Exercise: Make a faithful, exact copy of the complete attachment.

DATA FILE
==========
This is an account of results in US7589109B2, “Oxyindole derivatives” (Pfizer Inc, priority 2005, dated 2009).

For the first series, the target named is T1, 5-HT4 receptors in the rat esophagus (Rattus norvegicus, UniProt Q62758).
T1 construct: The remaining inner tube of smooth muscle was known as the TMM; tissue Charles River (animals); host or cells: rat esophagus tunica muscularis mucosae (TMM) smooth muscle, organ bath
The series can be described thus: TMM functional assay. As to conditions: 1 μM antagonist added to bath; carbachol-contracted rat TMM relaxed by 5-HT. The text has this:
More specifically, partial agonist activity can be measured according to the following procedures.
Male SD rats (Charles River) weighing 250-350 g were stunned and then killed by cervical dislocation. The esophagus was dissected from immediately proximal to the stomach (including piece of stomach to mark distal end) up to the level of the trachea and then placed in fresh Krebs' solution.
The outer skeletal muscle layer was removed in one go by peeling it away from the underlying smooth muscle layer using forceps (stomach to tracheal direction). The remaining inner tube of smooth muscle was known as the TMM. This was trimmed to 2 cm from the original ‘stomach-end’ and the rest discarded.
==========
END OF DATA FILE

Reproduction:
This is an account of results in US7589109B2, “Oxyindole derivatives” (Pfizer Inc, priority 2005, dated 2009).

For the first series, the target named is T1, 5-HT4 receptors in the rat esophagus (Rattus norvegicus, UniProt Q62758).
T1 construct: The remaining inner tube of smooth muscle was known as the TMM; tissue Charles River (animals); host or cells: rat esophagus tunica muscularis mucosae (TMM) smooth muscle, organ bath
The series can be described thus: TMM functional assay. As to conditions: 1 μM antagonist added to bath; carbachol-contracted rat TMM relaxed by 5-HT. The text has this:
More specifically, partial agonist activity can be measured according to the following procedures.
Male SD rats (Charles River) weighing 250-350 g were stunned and then killed by cervical dislocation. The esophagus was dissected from immediately proximal to the stomach (including piece of stomach to mark distal end) up to the level of the trachea and then placed in fresh Krebs' solution.
The outer skeletal muscle layer was removed in one go by peeling it away from the underlying smooth muscle layer using forceps (stomach to tracheal direction). The remaining inner tube of smooth muscle was known as the TMM. This was trimmed to 2 cm from the original ‘stomach-end’ and the rest discarded.